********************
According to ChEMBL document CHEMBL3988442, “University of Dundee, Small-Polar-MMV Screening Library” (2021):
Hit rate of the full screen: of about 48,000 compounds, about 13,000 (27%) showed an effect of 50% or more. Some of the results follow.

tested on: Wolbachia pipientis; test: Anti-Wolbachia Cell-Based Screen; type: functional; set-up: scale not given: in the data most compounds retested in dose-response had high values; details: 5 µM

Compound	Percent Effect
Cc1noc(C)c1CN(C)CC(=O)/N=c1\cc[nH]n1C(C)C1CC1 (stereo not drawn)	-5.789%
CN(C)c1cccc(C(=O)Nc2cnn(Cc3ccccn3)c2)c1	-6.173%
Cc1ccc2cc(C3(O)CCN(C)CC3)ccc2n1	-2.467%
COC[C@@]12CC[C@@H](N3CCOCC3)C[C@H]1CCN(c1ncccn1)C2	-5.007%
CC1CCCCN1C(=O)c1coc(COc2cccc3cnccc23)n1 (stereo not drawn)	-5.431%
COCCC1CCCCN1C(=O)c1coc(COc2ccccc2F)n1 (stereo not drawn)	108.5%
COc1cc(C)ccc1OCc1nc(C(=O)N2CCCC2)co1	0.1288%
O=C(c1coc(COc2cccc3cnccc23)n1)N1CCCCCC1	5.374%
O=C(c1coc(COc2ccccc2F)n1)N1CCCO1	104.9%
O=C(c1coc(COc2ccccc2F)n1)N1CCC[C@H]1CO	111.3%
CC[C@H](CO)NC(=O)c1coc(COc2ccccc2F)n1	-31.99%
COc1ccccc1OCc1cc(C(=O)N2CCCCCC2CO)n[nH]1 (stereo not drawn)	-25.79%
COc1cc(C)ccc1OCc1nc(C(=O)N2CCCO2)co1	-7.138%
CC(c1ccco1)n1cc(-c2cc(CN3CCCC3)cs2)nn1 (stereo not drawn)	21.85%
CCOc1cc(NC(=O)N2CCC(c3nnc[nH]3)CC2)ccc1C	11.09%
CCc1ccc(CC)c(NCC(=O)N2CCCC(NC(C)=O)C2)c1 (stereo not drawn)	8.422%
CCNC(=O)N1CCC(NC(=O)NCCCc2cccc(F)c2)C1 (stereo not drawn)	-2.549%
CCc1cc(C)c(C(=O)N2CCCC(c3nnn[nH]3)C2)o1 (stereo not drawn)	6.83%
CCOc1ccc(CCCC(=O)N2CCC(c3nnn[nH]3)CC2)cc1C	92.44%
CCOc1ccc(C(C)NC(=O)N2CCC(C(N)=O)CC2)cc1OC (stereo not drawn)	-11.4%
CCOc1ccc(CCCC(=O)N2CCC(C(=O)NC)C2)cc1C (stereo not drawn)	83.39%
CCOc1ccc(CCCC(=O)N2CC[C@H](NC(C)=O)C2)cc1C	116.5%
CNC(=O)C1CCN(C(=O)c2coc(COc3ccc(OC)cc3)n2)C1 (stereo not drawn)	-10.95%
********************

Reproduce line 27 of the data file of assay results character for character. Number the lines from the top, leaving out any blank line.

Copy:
CNC(=O)C1CCN(C(=O)c2coc(COc3ccc(OC)cc3)n2)C1 (stereo not drawn)	-10.95%